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Editorial: Martin Luther King Jr. Day a day to remember, serve

January 14, 2012

Martin Luther King Jr., whose birth anniversary we observe on Monday, is famous for eloquent words, primarily his "I have a dream" message from the steps of the Lincoln Memorial in 1963.

The speech is considered one of the greatest in American history.

In it, he said, "I have a dream that my four little children will one day live in a nation where they will not be judged by the color of their skin but by the content of their character."

But King, who was assassinated in 1968, deserves to be remembered for other words as well.

"Life's most persistent and urgent question is: 'What are you doing for others?'" he once asked.

Monday is a chance to reflect on the civil rights leader's life and lessons, and what his legacy means to American and world society today.

In his life's work to promote justice and equality, King spoke not so much about race as social justice, for people of all colors and creeds.

And he spoke of service to others to help achieve a better society where all people feel their worth.

The communities of the Gorge are invited to Bethel UCC in White Salmon at 7 p.m. Monday for a special way to observe Martin Luther King Day, as Julie Raefield-Gobbo reports on page A1.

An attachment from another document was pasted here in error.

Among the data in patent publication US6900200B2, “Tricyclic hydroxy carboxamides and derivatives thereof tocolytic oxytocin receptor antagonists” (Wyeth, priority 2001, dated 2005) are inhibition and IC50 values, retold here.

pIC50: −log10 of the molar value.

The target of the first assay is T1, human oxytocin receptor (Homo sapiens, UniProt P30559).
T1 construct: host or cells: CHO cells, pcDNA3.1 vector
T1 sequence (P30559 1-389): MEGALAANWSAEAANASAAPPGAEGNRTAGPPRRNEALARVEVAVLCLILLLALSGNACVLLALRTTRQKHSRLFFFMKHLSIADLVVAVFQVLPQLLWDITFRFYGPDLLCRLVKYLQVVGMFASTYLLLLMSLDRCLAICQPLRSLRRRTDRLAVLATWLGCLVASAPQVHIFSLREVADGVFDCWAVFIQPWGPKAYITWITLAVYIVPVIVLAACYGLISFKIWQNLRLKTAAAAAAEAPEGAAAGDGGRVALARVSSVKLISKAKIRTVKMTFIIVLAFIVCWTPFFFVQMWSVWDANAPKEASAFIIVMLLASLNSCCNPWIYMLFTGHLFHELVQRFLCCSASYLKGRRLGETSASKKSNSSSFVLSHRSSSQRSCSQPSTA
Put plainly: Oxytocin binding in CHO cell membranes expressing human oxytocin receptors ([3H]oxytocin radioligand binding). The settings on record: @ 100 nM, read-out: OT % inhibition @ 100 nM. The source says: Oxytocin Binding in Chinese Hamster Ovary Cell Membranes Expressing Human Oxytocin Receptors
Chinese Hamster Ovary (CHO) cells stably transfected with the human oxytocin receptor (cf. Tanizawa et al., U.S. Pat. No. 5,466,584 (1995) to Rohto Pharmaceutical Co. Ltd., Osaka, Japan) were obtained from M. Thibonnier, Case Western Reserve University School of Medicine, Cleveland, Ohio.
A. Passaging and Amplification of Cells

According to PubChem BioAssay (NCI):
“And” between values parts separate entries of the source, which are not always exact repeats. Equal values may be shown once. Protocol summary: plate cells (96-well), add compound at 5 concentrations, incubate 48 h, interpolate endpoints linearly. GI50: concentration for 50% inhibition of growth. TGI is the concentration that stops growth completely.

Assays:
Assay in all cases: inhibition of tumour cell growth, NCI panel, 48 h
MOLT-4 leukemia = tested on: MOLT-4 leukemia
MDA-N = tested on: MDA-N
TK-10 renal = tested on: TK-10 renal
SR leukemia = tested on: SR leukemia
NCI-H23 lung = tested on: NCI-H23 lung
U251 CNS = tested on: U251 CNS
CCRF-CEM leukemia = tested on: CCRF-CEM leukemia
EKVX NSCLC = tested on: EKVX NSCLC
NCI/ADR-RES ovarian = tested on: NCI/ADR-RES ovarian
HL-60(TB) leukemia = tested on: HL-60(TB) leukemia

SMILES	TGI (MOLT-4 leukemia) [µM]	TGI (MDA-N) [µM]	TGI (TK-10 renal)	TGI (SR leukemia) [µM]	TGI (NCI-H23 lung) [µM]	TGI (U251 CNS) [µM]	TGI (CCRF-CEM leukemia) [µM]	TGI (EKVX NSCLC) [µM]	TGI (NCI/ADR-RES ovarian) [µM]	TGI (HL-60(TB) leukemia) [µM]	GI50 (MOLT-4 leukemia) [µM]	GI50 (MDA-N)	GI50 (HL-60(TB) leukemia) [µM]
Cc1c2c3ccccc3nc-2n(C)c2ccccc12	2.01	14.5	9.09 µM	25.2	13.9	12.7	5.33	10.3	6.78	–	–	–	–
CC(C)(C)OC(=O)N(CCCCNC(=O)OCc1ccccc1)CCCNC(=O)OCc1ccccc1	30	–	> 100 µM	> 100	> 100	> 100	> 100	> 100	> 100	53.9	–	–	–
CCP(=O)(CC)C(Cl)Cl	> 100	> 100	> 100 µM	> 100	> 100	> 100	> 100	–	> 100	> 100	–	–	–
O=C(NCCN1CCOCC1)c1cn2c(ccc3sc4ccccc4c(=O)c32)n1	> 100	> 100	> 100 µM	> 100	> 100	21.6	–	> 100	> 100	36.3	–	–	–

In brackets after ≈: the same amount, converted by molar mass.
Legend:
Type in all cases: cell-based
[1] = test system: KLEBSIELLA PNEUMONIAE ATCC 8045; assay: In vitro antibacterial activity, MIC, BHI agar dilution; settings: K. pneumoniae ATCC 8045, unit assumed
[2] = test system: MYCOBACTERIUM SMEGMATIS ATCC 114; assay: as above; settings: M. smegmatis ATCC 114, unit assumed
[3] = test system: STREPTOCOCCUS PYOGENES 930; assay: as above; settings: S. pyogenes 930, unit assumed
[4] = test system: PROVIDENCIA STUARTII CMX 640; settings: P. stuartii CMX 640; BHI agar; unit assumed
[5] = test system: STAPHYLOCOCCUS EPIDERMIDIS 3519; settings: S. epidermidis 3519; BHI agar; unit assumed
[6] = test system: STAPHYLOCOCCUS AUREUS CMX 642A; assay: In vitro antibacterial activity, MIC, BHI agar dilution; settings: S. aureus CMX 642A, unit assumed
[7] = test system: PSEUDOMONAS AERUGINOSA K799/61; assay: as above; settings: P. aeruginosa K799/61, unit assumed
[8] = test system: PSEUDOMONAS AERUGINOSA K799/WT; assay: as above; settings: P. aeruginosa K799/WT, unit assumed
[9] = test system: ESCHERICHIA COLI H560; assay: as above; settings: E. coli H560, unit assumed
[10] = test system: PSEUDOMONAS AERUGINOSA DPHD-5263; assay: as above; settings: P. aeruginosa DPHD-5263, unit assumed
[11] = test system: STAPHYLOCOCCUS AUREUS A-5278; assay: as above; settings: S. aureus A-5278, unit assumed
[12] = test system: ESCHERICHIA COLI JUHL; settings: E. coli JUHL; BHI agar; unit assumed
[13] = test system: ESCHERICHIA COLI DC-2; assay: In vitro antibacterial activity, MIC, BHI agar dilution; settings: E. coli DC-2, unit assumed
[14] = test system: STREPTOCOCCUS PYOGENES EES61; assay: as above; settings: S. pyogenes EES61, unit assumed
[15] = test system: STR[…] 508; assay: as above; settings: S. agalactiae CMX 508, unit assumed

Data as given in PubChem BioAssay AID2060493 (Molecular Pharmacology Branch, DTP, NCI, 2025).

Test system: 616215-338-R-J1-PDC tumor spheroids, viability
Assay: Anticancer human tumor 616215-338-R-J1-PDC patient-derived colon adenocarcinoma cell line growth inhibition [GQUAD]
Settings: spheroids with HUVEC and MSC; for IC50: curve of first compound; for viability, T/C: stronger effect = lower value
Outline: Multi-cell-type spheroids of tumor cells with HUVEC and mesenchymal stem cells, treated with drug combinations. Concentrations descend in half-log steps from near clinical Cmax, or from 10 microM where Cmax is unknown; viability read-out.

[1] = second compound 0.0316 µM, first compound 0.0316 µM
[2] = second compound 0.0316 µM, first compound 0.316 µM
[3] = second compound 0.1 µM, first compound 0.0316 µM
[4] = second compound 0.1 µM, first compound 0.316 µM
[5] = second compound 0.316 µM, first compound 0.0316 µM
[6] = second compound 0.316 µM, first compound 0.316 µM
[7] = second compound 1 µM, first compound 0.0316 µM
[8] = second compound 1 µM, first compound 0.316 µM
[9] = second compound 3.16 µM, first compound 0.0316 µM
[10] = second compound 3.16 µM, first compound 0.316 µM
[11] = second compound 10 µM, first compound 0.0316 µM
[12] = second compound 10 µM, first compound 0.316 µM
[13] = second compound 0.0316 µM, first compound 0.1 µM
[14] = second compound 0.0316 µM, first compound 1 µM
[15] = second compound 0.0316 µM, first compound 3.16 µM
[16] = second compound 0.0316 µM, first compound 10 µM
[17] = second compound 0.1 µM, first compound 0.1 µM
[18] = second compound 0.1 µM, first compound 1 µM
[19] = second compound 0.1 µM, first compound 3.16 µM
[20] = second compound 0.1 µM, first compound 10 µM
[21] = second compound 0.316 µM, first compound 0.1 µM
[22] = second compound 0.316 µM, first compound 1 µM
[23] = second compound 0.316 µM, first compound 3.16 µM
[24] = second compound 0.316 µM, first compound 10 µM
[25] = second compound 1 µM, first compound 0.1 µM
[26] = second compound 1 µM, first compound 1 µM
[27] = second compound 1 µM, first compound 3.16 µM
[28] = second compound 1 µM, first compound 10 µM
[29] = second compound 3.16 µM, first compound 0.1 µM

The event's musical director said she hopes "to inspire people of our community to continue the struggle for freedom, justice and human rights."

"The lessons I hope that we can still learn from MLK's life would be about sacrifice and being less self-serving," said Evelyn Charity. "Oftentimes, we become complacent and caught up in our lives and we forget about those who are in need of our help. Dr. King reminds us to remain diligent in our fight for those who are still oppressed, uneducated and in poverty."

Here are three ways to observe MLK Day in the spirit of service:

Hood River Warming Shelter: The Hood River shelter for the homeless is a service shared by churches on a weekly rotating basis through March. Volunteers are always needed; schedules are flexible and the training is simple.

To learn more go to: http//hoodrivercares.org or email hrws@hoodrivercares.org.

Donations are accepted at: P.O. Box 656, Hood River, OR 97031.

Spend the day writing to the troops. Draft some letters, and call your veterans service office (details below right) to find out names and addresses, or send them to Operation Gratitude, which can also connect you to troops. Operation Gratitude is at 17330 Victory Blvd., Van Nuys, CA 91406

If you have not planned a specific way to do service on MLK Day, use this day to start planning for next year. The MLK Day of Service, at mlkday.gov, has action plans and tool kits to get you going on educational, environmental, economic opportunity, service to veterans, and other projects to carry out as individuals for in groups.

It's a non-political approach to giving in the memory of a man whose principles express the better nature of America.

The Day of Service, however it is observed, is a response to King's Letter from the Birmingham Jail, in which he said, "Somehow we're caught in an inescapable network of mutuality tied in a single garment of destiny.

"Whatever affects one directly affects all indirectly. For some strange reason, I can never be what I ought to be until you are what you ought to be. You can never be what you ought to be until I am what I ought to be. This is the

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